With expectations for snowy owl visits and breeding season for native birds ramping up, drone chase highlights dangers to owls

webnexttech | With expectations for snowy owl visits and  breeding season for native birds ramping up, drone chase highlights dangers to owls
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On her way home from work on a recent wintry night, Kathy Keane ran into a group of people quietly watching a pair of great horned owls perched on a tree in Lincoln Park.“I started hearing the ‘hoot, hoot,’ and then the other would call back ‘hoot, hoot,’” she told the Tribune.
“And it was just so beautiful.” Excited about the sighting, she made sure to walk by the same spot the next day with her husband, Patrick Keane.
The bird was still on the tree, but then a drone flew toward the owl and scared it away.
The Keanes decided to approach the two people piloting the aircraft.
“I’m like, ‘Do you realize you scared the owl with that thing?’” Patrick Keane recalled.
“And he got — I’m not exaggerating here — he got a big smile on his face and said, ‘Yeah, we did.’ And he’s like, ‘We scared the other one earlier in the evening.’” As native great horned owls court and nest in Chicago, and expectations ramp up for rare winter sightings of snowy owls from the Arctic, encounters like this underscore the importance of viewing and photographing these birds safely, experts say.
“The problem of harassing wildlife and specifically owls is not a new one,” said Edward Warden, president of the Chicago Ornithological Society.
“There’s something incredibly compelling about them as birds.
… People (get) excited to see them when they’re in our midst, whether you call yourself a birder or not, it’s kind of a very universal thing.” Generally, curious humans disturbing owls is unintentional.
But interactions are more likely to occur in the winter, when trees have no leaves and the birds are easier to spot, and as breeding season begins.
The Chicago Bird Alliance says humans can stress out owls by interfering with their hunting, causing fatigue and making them more vulnerable to traffic and predators like peregrine falcons or red-tailed hawks.
Almost 4 million great horned owls can be found in a wide variety of habitats across North America, including in Illinois.
This species is often depicted as a wise figure in popular culture and storybooks.
The second-heaviest owl species in America after snowy owls, great horned owls are known for their hunting skills, big yellow eyes, deep hoots and the feather tufts on their heads.
They nest as early as January, since their owlets need more time than other young birds to learn to hunt on their own ahead of the next winter, according to the Chicago Bird Alliance.
“They can handle a lot, and the fact that they’re even making their way into a city, which is inherently a harsher environment than a nice, cozy forest preserve,” Warden said.
“These are already hardworking animals.
They’re doing their best to scrape out a living in what can be a really challenging space and environment.” Matt Igleski, executive director of the Chicago Bird Alliance, said that waking up nocturnal animals like great horned owls in the middle of the day is like waking up a person in the middle of the night, forcing them to run around and expecting them to perform well the next morning.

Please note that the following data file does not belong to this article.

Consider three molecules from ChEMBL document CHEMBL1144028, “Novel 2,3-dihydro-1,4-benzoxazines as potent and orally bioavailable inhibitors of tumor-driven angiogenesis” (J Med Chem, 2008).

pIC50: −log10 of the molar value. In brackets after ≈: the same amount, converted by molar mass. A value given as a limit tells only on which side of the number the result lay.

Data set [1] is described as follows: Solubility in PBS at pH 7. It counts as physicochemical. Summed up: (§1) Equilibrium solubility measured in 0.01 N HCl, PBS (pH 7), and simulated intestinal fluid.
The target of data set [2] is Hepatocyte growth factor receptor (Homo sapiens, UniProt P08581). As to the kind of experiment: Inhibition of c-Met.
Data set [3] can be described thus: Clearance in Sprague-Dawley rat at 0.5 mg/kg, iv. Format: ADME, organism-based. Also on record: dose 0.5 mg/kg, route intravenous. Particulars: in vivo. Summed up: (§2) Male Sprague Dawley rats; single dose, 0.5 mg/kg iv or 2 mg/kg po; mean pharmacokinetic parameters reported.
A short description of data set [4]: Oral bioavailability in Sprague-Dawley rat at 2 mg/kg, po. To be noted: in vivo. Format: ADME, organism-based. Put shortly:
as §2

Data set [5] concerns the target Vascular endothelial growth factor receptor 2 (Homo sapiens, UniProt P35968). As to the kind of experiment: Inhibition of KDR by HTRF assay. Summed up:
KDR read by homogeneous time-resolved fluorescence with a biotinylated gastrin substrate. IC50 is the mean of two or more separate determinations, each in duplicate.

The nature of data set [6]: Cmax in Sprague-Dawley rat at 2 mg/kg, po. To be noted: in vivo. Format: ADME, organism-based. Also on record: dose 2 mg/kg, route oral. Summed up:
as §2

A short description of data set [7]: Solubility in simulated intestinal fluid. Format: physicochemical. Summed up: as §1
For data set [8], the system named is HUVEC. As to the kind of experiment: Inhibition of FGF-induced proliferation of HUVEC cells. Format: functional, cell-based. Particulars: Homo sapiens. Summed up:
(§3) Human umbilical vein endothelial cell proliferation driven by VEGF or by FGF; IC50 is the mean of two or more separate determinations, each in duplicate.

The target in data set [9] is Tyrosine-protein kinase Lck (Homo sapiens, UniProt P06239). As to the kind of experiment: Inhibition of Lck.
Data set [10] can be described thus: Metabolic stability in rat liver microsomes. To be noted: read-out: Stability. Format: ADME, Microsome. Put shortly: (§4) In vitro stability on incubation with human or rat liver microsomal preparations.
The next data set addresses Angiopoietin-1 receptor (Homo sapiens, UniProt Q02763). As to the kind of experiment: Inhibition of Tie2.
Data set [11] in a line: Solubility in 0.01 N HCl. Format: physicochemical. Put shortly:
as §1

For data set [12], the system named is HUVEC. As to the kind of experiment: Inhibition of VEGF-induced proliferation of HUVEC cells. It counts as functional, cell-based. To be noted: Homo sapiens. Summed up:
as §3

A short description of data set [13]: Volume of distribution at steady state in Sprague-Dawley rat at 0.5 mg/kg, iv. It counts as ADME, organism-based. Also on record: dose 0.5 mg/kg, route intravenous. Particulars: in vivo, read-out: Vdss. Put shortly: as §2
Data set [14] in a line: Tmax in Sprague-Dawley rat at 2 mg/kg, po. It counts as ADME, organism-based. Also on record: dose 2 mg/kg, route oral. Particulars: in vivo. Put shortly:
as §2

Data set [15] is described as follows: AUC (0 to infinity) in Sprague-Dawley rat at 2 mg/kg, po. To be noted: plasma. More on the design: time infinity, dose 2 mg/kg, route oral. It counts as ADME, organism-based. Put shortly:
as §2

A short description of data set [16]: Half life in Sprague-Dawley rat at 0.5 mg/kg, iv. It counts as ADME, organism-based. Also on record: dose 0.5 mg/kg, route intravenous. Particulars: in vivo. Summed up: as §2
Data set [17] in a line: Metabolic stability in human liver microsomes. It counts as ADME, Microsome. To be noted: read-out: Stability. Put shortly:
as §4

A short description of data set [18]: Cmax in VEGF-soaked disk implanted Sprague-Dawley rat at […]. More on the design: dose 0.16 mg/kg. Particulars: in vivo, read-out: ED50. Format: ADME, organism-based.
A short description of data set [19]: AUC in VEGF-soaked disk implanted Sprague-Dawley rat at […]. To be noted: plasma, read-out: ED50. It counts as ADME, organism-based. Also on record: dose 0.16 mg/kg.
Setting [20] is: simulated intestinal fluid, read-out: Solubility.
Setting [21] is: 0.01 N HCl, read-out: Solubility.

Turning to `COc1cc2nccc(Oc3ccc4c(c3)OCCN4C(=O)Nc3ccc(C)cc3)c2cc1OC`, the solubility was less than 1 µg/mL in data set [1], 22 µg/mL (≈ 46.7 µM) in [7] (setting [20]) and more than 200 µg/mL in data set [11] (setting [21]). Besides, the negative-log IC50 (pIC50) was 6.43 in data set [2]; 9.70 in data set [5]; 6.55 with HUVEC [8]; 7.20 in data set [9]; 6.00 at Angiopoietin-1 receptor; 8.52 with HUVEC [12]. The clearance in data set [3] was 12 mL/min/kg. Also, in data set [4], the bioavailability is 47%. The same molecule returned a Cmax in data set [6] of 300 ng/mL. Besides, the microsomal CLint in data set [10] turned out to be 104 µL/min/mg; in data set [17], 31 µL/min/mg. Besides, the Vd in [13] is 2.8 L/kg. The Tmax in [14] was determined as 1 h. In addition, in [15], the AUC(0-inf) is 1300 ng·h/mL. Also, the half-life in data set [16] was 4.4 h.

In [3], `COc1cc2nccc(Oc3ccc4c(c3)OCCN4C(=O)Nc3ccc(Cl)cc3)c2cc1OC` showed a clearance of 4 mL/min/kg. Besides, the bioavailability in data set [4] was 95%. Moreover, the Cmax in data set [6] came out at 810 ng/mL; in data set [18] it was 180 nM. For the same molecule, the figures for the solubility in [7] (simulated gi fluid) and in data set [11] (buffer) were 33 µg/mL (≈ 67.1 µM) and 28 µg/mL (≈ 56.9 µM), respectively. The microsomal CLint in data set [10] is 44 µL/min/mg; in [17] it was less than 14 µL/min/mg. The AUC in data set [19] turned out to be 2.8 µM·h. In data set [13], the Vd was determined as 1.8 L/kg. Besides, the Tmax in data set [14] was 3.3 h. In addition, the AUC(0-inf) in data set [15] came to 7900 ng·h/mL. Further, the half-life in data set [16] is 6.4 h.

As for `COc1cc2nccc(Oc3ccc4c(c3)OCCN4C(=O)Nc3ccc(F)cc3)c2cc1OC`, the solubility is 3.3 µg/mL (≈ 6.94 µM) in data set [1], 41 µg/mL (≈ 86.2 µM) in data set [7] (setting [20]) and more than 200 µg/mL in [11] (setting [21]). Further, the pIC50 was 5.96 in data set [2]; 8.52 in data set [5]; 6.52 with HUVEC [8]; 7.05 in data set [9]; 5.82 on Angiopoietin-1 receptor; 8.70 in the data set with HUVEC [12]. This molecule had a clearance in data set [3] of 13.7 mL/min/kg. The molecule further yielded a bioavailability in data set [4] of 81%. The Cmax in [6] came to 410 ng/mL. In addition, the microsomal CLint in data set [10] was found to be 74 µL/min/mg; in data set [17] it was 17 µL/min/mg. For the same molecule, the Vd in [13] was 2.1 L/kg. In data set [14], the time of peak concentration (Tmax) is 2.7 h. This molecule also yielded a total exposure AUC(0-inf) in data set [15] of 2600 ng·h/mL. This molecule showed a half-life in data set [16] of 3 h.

Especially during the winter, owls are “running a very tight energy budget,” Warden said, and they need to make every calorie count to keep warm and survive.
If they spend their time avoiding humans and fleeing drones, they are burning precious energy.
“And it’s not hyperbole at all to say that if these birds are harassed enough, they can die from it,” he said.
“We’ve seen it happen many times before.” A snowy owl rests on a dock at Chicago’s 31st Street Harbor in January 2022.
Every winter, Chicagoans cross their fingers in hopes of spotting snowy owls in and around the city.
Igleski said he has experienced plenty of impromptu sightings along the lakefront.
“When you do find one, all of a sudden it turns and it has eyes and you’re like, ‘Oh!’” he said.
“It’s just a big, chunky owl.
And it’s almost all white.
And in the wintertime, it’s just a scene that sort of feels very ‘winter,’ you know?
It’s hard to describe it, but it just puts you in that moment of: This is so cool, that we’re sharing this cold day together.” Their visits are rare, which only heightens excitement around sightings — and leads to more encounters with humans.
The sporadic presence of these owls in northern U.S. states is hard to predict.
Their loosely cyclic migration to the south, referred to as an “irruption,” is decided by several factors including climate and inclement weather, food availability and population numbers.
For instance, when the Arctic lemming population — the predator’s main food source — is abundant and allows many young snowy owls to feed and survive, intense competition for food leads many of them to migrate south to hunt for other prey like voles, mice and rabbits.
Warden said in the past decade, Illinois has seen only two big snowy owl irruptions: one in the winter of 2013-14 and another in the winter of 2017-18.
During the latter, “well over a dozen” snowy owls were regularly seen throughout the Chicago area; at least three were often spotted on the Museum Campus.
Because they are often awake during the day and their white plumage makes them highly visible in the city, these northern visitors are easy for humans to find — and disrupt.
Snowy owls are also susceptible to stress since they are young, often only 6 or 7 months old, and have less experience and stamina than adults.
After traveling thousands of miles, the full-grown birds may be more dehydrated and exhausted than they look.